What Is Docker Scout and How to Use It

8 minute read     Updated:

Damaso Sanoja %
Damaso Sanoja

The article summarizes how Docker Scout enhances security in continuous integration (CI). Earthly provides reproducible builds that complement Docker Scout’s vulnerability analysis. Check it out.

Docker Scout is an innovative tool that simplifies securing Docker images by analyzing their contents and generating a detailed report of any vulnerabilities detected during the process. Docker Scout’s key features include inspecting for common vulnerabilities and exposures (CVE), providing security recommendations, and seamless integration with continuous integration, continuous delivery (CI/CD) workflows, helping you discover and remediate vulnerabilities during development.

In this tutorial, you’ll learn all about Docker Scout, including how to use the Docker Scout CLI and UI and how to seamlessly integrate it into your CI/CD workflows.

Docker Scout vs. Docker Scan

If you’re familiar with Docker Scan, consider Docker Scout as an upgrade that offers a more comprehensive approach to Docker image analysis. Docker Scout goes deeper into the contents of the images, generating an exhaustive report on the packages and their possible vulnerabilities.

Additionally, unlike Docker Scan, Docker Scout is integrated into Docker Desktop. This means you can view and pull images from Artifactory repositories directly through the user interface and review vulnerability information and remediation recommendations.

When Should You Consider Using Docker Scout?

Adding a new tool to the development workflow takes time and effort, so it makes sense for your team to evaluate whether it’s worth it. The following are some scenarios where your company should consider using Docker Scout:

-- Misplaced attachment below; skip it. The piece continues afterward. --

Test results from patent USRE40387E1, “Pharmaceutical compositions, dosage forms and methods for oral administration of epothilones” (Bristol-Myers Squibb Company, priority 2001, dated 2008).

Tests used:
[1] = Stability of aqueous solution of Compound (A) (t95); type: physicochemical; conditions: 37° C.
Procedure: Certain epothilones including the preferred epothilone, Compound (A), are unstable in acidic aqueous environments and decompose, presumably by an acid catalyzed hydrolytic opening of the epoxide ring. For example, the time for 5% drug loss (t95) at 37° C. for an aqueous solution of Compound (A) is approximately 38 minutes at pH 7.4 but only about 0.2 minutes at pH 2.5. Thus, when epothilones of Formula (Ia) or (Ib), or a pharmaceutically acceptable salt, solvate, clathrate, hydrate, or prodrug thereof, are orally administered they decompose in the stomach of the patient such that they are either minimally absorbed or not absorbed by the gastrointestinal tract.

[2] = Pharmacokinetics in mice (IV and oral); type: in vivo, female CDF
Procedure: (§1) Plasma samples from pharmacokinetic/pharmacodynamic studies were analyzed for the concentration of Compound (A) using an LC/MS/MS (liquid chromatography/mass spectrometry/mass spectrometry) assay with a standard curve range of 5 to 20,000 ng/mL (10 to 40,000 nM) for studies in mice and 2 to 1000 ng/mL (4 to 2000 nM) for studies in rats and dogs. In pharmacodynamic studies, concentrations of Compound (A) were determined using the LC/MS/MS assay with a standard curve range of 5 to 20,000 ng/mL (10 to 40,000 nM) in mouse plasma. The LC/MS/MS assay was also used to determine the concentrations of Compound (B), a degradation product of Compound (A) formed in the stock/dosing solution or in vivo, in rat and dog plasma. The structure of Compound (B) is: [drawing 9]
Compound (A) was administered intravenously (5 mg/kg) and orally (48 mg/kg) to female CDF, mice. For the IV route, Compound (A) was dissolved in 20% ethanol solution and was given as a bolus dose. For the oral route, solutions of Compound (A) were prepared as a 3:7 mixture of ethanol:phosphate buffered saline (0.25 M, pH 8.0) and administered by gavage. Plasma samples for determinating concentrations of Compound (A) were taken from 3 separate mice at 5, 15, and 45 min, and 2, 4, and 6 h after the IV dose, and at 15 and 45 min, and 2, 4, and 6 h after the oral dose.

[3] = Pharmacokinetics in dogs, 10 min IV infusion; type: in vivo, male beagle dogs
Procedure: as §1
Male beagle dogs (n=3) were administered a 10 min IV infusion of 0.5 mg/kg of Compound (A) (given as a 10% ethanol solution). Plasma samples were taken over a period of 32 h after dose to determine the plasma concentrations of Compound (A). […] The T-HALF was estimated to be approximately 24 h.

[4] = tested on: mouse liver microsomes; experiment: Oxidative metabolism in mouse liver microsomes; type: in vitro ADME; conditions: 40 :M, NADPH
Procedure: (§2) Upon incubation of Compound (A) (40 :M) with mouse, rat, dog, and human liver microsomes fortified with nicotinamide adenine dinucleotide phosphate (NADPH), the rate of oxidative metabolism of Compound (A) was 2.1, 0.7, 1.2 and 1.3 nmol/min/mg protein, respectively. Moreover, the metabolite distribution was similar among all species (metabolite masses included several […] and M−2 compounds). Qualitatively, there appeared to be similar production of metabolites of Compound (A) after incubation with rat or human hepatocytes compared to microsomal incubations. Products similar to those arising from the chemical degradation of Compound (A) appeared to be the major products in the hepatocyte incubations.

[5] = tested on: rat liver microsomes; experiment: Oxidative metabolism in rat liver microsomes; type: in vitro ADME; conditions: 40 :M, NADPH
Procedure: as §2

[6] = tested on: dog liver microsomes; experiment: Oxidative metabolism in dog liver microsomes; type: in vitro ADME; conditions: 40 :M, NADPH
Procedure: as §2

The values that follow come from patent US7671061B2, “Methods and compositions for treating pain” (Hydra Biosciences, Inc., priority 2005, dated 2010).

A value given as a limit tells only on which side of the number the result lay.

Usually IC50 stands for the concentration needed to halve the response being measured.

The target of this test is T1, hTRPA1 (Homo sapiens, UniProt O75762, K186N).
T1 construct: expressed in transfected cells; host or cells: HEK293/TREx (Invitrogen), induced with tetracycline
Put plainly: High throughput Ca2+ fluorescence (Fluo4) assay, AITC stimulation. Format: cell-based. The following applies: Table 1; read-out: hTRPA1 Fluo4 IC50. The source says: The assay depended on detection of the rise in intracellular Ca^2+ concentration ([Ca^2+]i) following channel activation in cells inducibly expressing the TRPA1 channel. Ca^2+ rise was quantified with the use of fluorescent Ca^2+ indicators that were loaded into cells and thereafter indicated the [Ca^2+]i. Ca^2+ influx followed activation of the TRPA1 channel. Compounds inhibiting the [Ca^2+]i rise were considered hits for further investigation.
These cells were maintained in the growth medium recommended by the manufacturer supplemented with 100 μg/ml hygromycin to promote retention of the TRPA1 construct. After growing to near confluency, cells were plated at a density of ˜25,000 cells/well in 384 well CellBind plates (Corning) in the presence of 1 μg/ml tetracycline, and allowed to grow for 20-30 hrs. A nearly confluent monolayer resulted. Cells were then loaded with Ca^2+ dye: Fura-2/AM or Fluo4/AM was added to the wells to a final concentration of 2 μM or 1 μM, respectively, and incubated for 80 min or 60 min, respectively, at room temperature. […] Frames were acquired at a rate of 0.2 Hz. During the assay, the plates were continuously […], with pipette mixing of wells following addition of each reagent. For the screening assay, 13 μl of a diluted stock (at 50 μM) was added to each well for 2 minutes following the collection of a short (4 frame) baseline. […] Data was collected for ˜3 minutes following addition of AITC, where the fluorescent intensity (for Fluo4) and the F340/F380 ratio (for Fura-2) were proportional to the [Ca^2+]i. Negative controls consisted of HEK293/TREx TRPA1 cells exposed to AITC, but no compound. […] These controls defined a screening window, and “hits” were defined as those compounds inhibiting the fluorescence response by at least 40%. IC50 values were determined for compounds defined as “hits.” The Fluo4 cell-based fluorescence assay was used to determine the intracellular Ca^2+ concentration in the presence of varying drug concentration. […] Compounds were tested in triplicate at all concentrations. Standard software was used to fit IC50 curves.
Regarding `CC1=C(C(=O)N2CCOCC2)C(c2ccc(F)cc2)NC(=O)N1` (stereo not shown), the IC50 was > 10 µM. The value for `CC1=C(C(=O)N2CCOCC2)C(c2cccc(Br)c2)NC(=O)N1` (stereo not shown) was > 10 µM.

Docker Scout in Action

The best way to evaluate a tool is to see it in action, which is what you’ll do here. Go ahead and make sure you install the most recent version of Docker Desktop. This tutorial uses Docker Desktop v4.24.2 for Apple silicon.

Docker Desktop provides a convenient UI for Docker Scout and the corresponding command line interface, scout-cli. Alternatively, you can install just scout-cli on a headless system by following these instructions.

The docker scout quickview Command

To start experimenting with Docker Scout, launch Docker Desktop, fork, and then clone this GitHub repository to your local machine.

The repository consists of an example project written in Node.js that contains known vulnerabilities. Navigate to the directory and build the application image using docker build, replacing <DOCKER_HUB_ORG> with your Docker Hub username or organization:

cd scout-demo-service
docker build -t <DOCKER_HUB_ORG>/scout-demo:v1 .

The output should look like this:

...
What's Next?
  View a summary of image vulnerabilities and 
  recommendations → docker scout quickview

Follow the suggestion in the last line and run the docker scout quickview command:

docker scout quickview output

You can also view this information using Docker Desktop:

docker scout quickview output on Docker Desktop

As the name suggests, the docker scout quickview command shows a high-level overview of the container image and is a good starting point to figure out if the image has vulnerabilities. In this case, some have been found, and you can dig deeper by running a CVE scan.

The docker scout cves Command

Basically, a CVE scan analyzes a software artifact for known vulnerabilities. docker scout cves is the CLI command that performs this scan:

docker scout cves local://<DOCKER_HUB_ORG>/scout-demo:v1

This time, the output offers more information, including CVE IDs and a CVSS score and CVSS vector for each vulnerability. The following is only a partial output:

docker scout cves output

A convenient way to manage so much information or even filter it is through Docker Desktop:

docker scout cves output on Docker Desktop